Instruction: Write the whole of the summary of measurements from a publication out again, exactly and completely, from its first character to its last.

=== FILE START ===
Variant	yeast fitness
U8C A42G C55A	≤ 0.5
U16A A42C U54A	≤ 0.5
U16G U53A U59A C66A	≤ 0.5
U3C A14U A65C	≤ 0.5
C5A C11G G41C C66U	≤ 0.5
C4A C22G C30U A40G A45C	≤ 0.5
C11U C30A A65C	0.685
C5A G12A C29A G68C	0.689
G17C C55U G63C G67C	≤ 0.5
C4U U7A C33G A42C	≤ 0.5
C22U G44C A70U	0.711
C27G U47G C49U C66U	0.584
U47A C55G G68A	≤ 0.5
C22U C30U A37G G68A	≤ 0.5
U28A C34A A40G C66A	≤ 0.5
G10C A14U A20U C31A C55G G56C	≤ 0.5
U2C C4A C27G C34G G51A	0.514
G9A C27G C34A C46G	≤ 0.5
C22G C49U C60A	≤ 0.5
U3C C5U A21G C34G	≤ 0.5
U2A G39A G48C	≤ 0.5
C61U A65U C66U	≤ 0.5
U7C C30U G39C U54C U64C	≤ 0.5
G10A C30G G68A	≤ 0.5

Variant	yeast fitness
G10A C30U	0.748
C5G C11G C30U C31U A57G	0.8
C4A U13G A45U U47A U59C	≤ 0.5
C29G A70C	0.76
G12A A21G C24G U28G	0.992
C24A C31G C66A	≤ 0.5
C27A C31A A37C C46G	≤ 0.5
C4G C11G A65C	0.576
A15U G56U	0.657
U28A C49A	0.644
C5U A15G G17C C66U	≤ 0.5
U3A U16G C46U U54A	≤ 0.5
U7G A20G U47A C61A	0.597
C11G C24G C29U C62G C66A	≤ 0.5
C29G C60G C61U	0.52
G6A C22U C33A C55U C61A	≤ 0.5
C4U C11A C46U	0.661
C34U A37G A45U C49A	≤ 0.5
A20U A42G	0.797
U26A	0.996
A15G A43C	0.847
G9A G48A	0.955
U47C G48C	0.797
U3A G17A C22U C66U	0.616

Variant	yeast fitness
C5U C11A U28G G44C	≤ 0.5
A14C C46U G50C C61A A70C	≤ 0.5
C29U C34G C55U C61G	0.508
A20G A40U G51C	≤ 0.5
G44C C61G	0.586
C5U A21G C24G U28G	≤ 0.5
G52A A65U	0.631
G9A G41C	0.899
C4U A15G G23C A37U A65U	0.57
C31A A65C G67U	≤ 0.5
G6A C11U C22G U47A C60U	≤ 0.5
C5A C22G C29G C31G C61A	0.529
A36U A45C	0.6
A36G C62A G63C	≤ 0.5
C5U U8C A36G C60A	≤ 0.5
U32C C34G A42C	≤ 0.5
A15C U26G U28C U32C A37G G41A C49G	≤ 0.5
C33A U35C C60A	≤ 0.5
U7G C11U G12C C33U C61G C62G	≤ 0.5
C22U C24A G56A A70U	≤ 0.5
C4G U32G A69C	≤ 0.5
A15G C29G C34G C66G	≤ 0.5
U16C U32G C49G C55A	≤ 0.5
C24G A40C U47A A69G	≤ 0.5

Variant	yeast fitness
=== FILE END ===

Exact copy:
Variant	yeast fitness
U8C A42G C55A	≤ 0.5
U16A A42C U54A	≤ 0.5
U16G U53A U59A C66A	≤ 0.5
U3C A14U A65C	≤ 0.5
C5A C11G G41C C66U	≤ 0.5
C4A C22G C30U A40G A45C	≤ 0.5
C11U C30A A65C	0.685
C5A G12A C29A G68C	0.689
G17C C55U G63C G67C	≤ 0.5
C4U U7A C33G A42C	≤ 0.5
C22U G44C A70U	0.711
C27G U47G C49U C66U	0.584
U47A C55G G68A	≤ 0.5
C22U C30U A37G G68A	≤ 0.5
U28A C34A A40G C66A	≤ 0.5
G10C A14U A20U C31A C55G G56C	≤ 0.5
U2C C4A C27G C34G G51A	0.514
G9A C27G C34A C46G	≤ 0.5
C22G C49U C60A	≤ 0.5
U3C C5U A21G C34G	≤ 0.5
U2A G39A G48C	≤ 0.5
C61U A65U C66U	≤ 0.5
U7C C30U G39C U54C U64C	≤ 0.5
G10A C30G G68A	≤ 0.5

Variant	yeast fitness
G10A C30U	0.748
C5G C11G C30U C31U A57G	0.8
C4A U13G A45U U47A U59C	≤ 0.5
C29G A70C	0.76
G12A A21G C24G U28G	0.992
C24A C31G C66A	≤ 0.5
C27A C31A A37C C46G	≤ 0.5
C4G C11G A65C	0.576
A15U G56U	0.657
U28A C49A	0.644
C5U A15G G17C C66U	≤ 0.5
U3A U16G C46U U54A	≤ 0.5
U7G A20G U47A C61A	0.597
C11G C24G C29U C62G C66A	≤ 0.5
C29G C60G C61U	0.52
G6A C22U C33A C55U C61A	≤ 0.5
C4U C11A C46U	0.661
C34U A37G A45U C49A	≤ 0.5
A20U A42G	0.797
U26A	0.996
A15G A43C	0.847
G9A G48A	0.955
U47C G48C	0.797
U3A G17A C22U C66U	0.616

Variant	yeast fitness
C5U C11A U28G G44C	≤ 0.5
A14C C46U G50C C61A A70C	≤ 0.5
C29U C34G C55U C61G	0.508
A20G A40U G51C	≤ 0.5
G44C C61G	0.586
C5U A21G C24G U28G	≤ 0.5
G52A A65U	0.631
G9A G41C	0.899
C4U A15G G23C A37U A65U	0.57
C31A A65C G67U	≤ 0.5
G6A C11U C22G U47A C60U	≤ 0.5
C5A C22G C29G C31G C61A	0.529
A36U A45C	0.6
A36G C62A G63C	≤ 0.5
C5U U8C A36G C60A	≤ 0.5
U32C C34G A42C	≤ 0.5
A15C U26G U28C U32C A37G G41A C49G	≤ 0.5
C33A U35C C60A	≤ 0.5
U7G C11U G12C C33U C61G C62G	≤ 0.5
C22U C24A G56A A70U	≤ 0.5
C4G U32G A69C	≤ 0.5
A15G C29G C34G C66G	≤ 0.5
U16C U32G C49G C55A	≤ 0.5
C24G A40C U47A A69G	≤ 0.5

Variant	yeast fitness